Myth Busting: Genetics and Your Health

Last week, we explored the myth that personalized healthcare offers doctors a “crystal ball” to predict your future health. This week, I want to talk about another big myth about our field — the idea that you can’t improve your health because your genetics are predetermined.

Myth: Personalized healthcare doesn’t work because I can’t change my genetics

If you have been reading this blog, by now you probably understand that there is much more to personalized healthcare than just genetic testing for disease. However, genetic testing is still an important part of what we do.

Some people are hesitant to participate in genetic testing because they do not want to know if they are at risk for certain diseases. Here’s the thinking: There is nothing I can do about my health based on the results of these genetic tests. Fortunately, this is not true!

In many diseases, genetics is just one of many contributing factors. Just because heart disease runs in your family doesn’t mean you have to suffer from it. You can take measures to ensure that your heart is as healthy as possible by practicing such things as good nutrition and regular exercise. Now, I’m not saying that if you have a healthy lifestyle, you will not develop diseases such as heart disease. Striving to lead a healthy lifestyle, however, will put you in a much better position to avoid disease.

There are also more direct ways of preventing diseases from developing. Prophylactic, or preventive, surgery is one way patients can take control before inherited disease develops. For example, if breast cancer runs in your family and you are positive for the BRCA gene mutation, your likelihood of developing breast cancer is very high. You might decide to have what is called a prophylactic mastectomy. This is a preventative surgery intended to remove breast tissue before breast cancer has a chance to develop.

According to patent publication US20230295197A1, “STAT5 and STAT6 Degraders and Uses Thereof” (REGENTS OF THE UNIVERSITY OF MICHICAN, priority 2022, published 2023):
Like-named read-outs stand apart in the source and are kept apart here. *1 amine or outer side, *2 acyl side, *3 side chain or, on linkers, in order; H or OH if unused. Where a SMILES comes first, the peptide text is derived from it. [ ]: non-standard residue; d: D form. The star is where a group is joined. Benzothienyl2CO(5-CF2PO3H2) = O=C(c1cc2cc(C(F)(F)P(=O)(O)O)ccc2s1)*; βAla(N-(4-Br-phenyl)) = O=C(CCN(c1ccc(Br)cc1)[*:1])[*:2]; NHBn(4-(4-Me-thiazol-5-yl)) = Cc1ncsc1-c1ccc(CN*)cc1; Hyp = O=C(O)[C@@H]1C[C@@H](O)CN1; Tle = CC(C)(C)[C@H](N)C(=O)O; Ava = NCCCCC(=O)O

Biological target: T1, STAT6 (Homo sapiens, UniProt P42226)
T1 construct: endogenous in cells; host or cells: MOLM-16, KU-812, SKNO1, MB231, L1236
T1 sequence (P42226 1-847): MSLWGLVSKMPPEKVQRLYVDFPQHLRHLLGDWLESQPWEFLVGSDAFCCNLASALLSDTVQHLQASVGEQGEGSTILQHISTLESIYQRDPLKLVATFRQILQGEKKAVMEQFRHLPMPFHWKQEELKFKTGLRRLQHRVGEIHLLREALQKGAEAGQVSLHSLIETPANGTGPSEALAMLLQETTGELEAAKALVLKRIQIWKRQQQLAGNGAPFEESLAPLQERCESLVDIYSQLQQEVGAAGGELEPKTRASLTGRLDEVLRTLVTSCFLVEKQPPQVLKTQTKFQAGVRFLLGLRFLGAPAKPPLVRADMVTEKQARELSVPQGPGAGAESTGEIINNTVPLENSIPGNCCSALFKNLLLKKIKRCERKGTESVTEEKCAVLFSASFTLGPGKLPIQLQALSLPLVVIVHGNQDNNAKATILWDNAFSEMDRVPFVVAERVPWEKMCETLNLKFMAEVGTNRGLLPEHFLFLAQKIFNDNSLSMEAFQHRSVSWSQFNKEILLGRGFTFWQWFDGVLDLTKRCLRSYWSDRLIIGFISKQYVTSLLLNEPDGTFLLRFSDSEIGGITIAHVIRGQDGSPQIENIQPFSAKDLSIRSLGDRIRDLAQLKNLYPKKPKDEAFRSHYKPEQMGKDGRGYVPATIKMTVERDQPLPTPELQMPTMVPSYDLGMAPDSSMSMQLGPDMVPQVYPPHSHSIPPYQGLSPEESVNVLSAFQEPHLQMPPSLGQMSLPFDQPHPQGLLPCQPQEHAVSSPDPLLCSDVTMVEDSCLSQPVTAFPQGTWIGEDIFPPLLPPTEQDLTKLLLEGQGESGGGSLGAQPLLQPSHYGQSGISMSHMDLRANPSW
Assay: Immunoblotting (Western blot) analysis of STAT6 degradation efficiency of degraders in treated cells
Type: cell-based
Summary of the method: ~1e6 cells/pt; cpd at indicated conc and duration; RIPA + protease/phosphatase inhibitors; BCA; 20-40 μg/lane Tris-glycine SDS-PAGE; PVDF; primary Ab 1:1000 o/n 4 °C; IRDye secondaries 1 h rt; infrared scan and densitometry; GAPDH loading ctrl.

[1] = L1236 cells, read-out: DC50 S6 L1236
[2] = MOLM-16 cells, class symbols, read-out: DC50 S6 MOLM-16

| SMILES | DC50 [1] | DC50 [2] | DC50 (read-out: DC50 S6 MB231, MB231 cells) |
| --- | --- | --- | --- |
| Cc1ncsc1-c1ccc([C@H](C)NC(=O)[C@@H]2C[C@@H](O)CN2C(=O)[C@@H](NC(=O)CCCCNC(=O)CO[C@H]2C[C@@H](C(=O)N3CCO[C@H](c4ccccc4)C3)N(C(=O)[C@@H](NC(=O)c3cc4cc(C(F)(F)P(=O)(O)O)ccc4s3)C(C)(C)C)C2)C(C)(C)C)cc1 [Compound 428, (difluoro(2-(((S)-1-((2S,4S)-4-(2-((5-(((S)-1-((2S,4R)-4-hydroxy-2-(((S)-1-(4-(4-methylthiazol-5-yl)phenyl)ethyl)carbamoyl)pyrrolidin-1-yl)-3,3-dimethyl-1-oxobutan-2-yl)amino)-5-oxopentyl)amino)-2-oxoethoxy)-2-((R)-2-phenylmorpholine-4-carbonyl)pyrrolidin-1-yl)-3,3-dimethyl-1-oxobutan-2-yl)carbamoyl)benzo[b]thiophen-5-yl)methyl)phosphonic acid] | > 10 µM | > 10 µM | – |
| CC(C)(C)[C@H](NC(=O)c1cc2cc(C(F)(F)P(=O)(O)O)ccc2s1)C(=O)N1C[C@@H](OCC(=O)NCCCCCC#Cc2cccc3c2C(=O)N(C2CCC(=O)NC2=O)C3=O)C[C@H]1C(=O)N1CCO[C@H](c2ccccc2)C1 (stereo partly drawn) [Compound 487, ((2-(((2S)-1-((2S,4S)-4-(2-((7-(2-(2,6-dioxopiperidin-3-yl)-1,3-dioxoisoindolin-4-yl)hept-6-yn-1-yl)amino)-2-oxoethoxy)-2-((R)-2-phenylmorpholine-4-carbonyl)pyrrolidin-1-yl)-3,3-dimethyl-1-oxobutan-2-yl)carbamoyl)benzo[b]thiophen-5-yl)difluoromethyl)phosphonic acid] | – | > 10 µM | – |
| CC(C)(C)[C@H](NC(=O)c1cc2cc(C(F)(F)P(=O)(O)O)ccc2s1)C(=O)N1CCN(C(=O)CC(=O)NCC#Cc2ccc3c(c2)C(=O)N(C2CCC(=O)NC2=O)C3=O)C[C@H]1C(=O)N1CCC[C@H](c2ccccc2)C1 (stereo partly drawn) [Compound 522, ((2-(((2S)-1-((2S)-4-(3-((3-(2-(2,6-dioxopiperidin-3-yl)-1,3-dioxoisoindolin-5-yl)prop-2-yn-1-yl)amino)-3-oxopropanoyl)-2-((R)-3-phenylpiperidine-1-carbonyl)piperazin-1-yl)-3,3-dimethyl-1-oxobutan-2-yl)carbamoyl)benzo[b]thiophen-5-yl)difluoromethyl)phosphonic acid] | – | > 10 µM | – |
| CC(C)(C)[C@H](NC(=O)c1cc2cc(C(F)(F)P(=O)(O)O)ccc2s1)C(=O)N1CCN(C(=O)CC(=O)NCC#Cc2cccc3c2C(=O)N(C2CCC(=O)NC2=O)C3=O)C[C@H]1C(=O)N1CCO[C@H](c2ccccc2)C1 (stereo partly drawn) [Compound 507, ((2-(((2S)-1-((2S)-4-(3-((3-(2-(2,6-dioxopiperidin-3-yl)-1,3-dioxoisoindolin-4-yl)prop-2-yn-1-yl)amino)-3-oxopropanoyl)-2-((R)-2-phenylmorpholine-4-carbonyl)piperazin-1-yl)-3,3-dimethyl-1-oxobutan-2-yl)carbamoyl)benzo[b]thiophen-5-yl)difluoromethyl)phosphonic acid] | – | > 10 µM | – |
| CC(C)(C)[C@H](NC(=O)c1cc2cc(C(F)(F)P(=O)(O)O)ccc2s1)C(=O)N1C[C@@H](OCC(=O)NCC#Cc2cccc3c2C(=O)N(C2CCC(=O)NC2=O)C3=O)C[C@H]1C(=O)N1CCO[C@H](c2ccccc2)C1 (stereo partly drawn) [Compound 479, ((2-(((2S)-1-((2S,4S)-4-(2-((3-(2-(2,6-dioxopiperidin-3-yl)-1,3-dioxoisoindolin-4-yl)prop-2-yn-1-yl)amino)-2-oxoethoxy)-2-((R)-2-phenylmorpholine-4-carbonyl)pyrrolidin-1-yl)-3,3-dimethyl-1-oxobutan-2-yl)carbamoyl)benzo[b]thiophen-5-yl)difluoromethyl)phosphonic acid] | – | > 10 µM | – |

Not all preventative measures are as extreme as surgery. Knowing your risk for developing disease may encourage you to follow your doctor’s suggestions regarding the following:

  • Nutrition. There is no doubt that what you eat affects your general health, but doctors and registered dietitians also can recommend specific diets for certain conditions.
  • Exercise and fitness. Think of the heart disease example mentioned above. Getting the right kind of exercise can go a long way toward keeping your heart healthy, even if it’s only one of many factors.
  • Screening tests. Important tests, such as mammograms and colonoscopies, too often go unused because of fear or embarrassment. But knowing that you might be at a higher risk for breast or colon cancer means you should comply with recommended screening guidelines. They may save your life.

Just remember, genetics is only a part of the story — the rest is up to you!

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